One of the men cleared of murdering Michaela McAreavey is seeking £1.5 million compensation from the Mauritian authorities, his lawyer has revealed.
Avinash Treebhoowoon, 32, claims his arrest and detention was arbitrary, illegal and that he was relentlessly tortured. His lawyer Sanjeev Teeluckdharry said: "This claim has been lodged because of all the prejudice, detention, torture and humiliation my client suffered."
After his arrest, Treebhoowoon's wife suffered a miscarriage, he claimed. Mr Teeluckdharry said: "His parents have also suffered humiliation. He was already branded a murderer and has not been re-integrated into employment. He is still jobless."
Michaela, 27, the only daughter of the Tyrone GAA manager Mickey Harte, was murdered while on honeymoon at the luxury Legends Hotel resort in January 2011. Treebhoowoon and a second hotel worker, Sandip Moneea, 43, were found not guilty of the murder last July.
They were arrested the day after Michaela was found strangled in a bath by her husband John McAreavey.
Mr Teeluckdharry said papers had been lodged against the Mauritian State and police. He said since the trial, which was the longest and most high profile in Mauritian history, Treebhoowoon has been shunned by society.
"It is difficult for him (to find a job)," said Mr Teeluckdharry. "He has been trying his luck everywhere but everybody knows about him. Even though his name has been cleared they are unwilling to take him into employment - especially tourist resorts."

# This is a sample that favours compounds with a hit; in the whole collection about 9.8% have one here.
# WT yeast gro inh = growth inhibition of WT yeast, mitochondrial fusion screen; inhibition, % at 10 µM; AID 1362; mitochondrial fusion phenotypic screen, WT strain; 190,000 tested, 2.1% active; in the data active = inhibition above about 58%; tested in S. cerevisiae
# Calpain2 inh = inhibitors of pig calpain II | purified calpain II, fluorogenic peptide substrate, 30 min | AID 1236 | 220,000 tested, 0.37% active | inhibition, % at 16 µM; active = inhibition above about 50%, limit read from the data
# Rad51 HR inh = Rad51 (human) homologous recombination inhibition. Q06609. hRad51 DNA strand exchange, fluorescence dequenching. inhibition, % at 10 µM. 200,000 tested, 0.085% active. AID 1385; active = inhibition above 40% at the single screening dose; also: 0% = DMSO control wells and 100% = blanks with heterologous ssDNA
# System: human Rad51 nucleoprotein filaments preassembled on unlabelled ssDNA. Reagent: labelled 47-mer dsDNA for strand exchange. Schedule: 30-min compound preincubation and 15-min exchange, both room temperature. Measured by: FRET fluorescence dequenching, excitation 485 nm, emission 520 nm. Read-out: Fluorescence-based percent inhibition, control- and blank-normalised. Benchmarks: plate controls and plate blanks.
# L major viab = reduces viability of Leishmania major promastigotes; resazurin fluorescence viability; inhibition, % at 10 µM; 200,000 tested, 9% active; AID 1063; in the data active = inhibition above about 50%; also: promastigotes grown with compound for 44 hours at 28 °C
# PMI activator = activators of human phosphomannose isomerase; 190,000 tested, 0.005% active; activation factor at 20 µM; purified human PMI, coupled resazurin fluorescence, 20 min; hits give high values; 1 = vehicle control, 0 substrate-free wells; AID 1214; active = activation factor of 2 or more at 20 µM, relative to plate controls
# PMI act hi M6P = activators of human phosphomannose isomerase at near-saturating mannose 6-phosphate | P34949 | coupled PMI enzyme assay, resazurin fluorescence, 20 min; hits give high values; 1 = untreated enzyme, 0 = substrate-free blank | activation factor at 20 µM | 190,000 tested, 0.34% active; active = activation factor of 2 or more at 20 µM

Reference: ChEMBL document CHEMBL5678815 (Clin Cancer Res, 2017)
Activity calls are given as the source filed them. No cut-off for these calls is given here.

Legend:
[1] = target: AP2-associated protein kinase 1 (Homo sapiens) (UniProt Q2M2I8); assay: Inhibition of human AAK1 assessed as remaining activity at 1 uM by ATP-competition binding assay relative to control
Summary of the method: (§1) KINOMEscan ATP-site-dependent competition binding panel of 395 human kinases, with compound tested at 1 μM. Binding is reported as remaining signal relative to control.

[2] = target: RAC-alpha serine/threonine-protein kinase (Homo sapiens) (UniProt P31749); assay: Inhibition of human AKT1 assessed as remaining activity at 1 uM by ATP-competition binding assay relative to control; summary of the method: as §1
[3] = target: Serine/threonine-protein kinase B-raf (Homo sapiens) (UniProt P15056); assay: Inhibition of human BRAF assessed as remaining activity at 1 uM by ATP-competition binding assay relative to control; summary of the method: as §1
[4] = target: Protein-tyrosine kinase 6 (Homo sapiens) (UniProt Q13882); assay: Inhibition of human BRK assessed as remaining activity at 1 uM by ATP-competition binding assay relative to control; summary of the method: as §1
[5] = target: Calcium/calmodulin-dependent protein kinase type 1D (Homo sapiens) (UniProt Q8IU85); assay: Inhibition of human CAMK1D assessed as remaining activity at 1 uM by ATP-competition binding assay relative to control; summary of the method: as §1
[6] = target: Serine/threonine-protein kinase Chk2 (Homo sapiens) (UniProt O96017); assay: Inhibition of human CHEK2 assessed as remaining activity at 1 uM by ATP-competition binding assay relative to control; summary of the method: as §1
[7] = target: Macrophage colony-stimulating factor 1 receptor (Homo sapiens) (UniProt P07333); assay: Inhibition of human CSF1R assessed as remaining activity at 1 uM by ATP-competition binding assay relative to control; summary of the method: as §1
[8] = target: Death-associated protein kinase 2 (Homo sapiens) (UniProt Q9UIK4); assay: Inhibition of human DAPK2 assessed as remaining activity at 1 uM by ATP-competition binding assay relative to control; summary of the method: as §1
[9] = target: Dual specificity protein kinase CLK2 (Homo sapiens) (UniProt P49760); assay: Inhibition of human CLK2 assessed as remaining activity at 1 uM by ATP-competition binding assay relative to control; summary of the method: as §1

The legal papers claim Treebhoowoon's arrest was not based on reasonable suspicion. They say the prosecuting authorities rubber-stamped the police investigation even though the island's major crime investigation team had failed to carry out a basic inquiry.
"They just wanted a scapegoat," added Mr Teeluckdharry. "They have tortured him and deprived him of his rights as a suspect. Furthermore they detained him for 18 months and consistently objected to his release on bail. There was no evidence at all except that forced physical impossible confession."
The documents suggest police misled the public into believing there was DNA evidence and CCTV footage linking Treebhoowoon to the crime scene and that the Mauritian police disturbed the scene during reconstruction exercises.